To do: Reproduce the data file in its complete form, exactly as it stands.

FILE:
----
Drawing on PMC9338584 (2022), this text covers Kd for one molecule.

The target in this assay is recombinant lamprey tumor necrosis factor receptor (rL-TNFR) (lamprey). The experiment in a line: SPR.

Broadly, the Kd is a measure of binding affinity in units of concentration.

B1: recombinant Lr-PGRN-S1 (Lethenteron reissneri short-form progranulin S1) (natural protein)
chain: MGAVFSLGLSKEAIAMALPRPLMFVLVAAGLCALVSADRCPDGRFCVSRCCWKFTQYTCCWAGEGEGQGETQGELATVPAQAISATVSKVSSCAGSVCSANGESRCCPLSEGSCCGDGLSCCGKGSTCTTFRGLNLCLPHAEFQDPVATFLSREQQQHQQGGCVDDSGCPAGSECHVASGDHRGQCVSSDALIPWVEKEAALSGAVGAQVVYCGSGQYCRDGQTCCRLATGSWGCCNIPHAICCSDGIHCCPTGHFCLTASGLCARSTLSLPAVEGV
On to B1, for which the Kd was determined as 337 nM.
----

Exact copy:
Drawing on PMC9338584 (2022), this text covers Kd for one molecule.

The target in this assay is recombinant lamprey tumor necrosis factor receptor (rL-TNFR) (lamprey). The experiment in a line: SPR.

Broadly, the Kd is a measure of binding affinity in units of concentration.

B1: recombinant Lr-PGRN-S1 (Lethenteron reissneri short-form progranulin S1) (natural protein)
chain: MGAVFSLGLSKEAIAMALPRPLMFVLVAAGLCALVSADRCPDGRFCVSRCCWKFTQYTCCWAGEGEGQGETQGELATVPAQAISATVSKVSSCAGSVCSANGESRCCPLSEGSCCGDGLSCCGKGSTCTTFRGLNLCLPHAEFQDPVATFLSREQQQHQQGGCVDDSGCPAGSECHVASGDHRGQCVSSDALIPWVEKEAALSGAVGAQVVYCGSGQYCRDGQTCCRLATGSWGCCNIPHAICCSDGIHCCPTGHFCLTASGLCARSTLSLPAVEGV
On to B1, for which the Kd was determined as 337 nM.